In People v. Kelley (1977) 75 Cal.App.3d 672, the same prosecutor as in People v. Hill, told one of the defense attorneys that if he interrupted her again, “I’m going to kick you in the ankle.” On another occasion, after the defendants made a mistrial motion, she said “If I had been a male lawyer, someone would have hit each one of you … right square in the face.” This prosecutor also engaged in a shoving match with a defense attorney while the latter was addressing the court. Not surprisingly, this conduct was found to be unprofessional, especially since it had been committed by a prosecutor. (Id. at p. 688.)

The plaintiff’s lawyer in Love v. Wolf (1964) 226 Cal.App.2d 378 was just as combative. When defense counsel objected to an obviously improper reference to the defendant’s “astronomical profits,” he replied: “Can I make a statement or two without being interrupted, or do I have to floor you, Mr. Dyer?” On another occasion, opposing counsel were invited to “step outside and do something about it.” (Id. at pp. 391-392.)


The disparagement or denigration of opposing counsel has been roundly condemned. In Love v. Wolf, supra, 226 Cal.App.2d 378, which reversed a judgment for the plaintiff because of the misconduct of his counsel in several phases of the trial, the attorney referred to the defendant pharmaceutical company’s lawyer as “an idiot” (several times), a “smart guy” and a “laughing hyena.” He characterized the defendants’ objections as “asinine” and as “hogwash.” He also accused the attorneys of suborning perjury.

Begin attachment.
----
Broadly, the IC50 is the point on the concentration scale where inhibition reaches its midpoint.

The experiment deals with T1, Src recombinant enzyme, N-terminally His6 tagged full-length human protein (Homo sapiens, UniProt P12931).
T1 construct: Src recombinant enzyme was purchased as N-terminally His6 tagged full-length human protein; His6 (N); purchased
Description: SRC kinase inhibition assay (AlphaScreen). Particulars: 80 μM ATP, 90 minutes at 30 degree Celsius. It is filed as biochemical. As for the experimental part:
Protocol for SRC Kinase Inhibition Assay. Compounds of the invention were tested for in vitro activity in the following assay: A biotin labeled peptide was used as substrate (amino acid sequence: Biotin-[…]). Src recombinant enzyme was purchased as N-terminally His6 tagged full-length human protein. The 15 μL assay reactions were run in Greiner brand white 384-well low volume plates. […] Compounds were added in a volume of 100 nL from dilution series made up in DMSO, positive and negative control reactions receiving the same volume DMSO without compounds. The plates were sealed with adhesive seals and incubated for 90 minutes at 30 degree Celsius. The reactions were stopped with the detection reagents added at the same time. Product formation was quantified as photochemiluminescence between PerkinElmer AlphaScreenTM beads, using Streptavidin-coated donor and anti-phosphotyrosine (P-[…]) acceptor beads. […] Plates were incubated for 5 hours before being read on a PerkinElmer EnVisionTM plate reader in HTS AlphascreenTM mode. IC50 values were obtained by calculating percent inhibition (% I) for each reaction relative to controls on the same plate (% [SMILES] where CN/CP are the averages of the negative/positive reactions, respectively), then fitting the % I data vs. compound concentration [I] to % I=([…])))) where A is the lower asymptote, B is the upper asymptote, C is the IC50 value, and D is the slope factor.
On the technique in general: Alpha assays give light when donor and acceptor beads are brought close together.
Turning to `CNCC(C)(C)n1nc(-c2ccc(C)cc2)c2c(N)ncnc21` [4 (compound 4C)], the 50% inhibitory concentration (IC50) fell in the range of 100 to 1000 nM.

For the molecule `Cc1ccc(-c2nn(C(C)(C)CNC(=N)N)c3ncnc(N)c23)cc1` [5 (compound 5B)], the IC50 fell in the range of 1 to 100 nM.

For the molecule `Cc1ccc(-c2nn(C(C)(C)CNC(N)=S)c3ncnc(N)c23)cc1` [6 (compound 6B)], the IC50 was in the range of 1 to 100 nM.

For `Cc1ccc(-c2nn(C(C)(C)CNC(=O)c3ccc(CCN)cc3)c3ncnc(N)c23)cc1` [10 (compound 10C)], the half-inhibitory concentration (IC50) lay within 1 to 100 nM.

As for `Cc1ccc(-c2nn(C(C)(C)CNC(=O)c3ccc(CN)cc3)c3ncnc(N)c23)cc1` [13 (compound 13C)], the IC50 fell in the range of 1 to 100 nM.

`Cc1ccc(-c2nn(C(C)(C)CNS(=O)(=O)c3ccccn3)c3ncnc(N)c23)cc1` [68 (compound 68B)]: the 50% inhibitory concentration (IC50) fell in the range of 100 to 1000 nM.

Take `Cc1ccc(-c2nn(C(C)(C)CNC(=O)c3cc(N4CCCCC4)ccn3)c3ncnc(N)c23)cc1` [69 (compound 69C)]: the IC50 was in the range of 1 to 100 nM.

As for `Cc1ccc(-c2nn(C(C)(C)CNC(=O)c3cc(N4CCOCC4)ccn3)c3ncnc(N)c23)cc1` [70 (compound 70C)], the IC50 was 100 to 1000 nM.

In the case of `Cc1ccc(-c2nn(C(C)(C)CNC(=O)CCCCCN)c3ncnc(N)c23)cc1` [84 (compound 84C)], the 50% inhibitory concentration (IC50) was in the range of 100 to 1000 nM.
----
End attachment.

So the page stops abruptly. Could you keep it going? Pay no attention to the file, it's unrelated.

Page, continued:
“A prosecutor commits misconduct if he or she attacks the integrity of defense counsel, or casts aspersions on defense counsel. (Citations omitted.) ‘An attack on the defendant’s attorney can be seriously prejudicial as an attack on the defendant himself, and, in view of the accepted doctrines of legal ethics and decorum [citation omitted], it is never excusable.’ (Citation omitted.)” (People v. Hill, supra, 17 Cal.4th 800, 832.) In People v. Pitts (1990) 223 Cal.App.3d 606, the prosecutor’s argument that defense counsel called his client as a witness “so she could betray herself in court” could “reasonably be interpreted as a subtle accusation that defense counsel knowingly presented perjured testimony. Such an accusation is clearly misconduct.” (Id. at p. 706.)

Note, however, that an attorney may argue, when supported by the evidence and reasonable inferences, that testimony and a defense have been fabricated. Such a characterization, without more, is not an attempt to impugn the honesty and integrity of counsel. (People v. Cummings (1993) 4 Cal.4th 1233, 1303, n. 49; People v. Pitts, supra, 223 Cal.App.3d 606, 706 [“There was nothing improper about (the prosecutor’s) arguing, based on (the defendant’s) demeanor and her manner of testifying, as well as the evidence contrary to her testimony, that her denials of molestations lacked credibility.”]) See also Las Palmas Associates v. Las Palmas Center Associates (1991) 235 Cal.App.3d 1220, where, in final argument, the attorney for the buyers of a shopping center accused the attorney for the sellers with trying to suppress evidence by introducing an edited version of a letter, attempting to keep a witness from testifying and not being forthright concerning his involvement in drafting a pleading and propounding certain interrogatories. As to that last matter, he argued: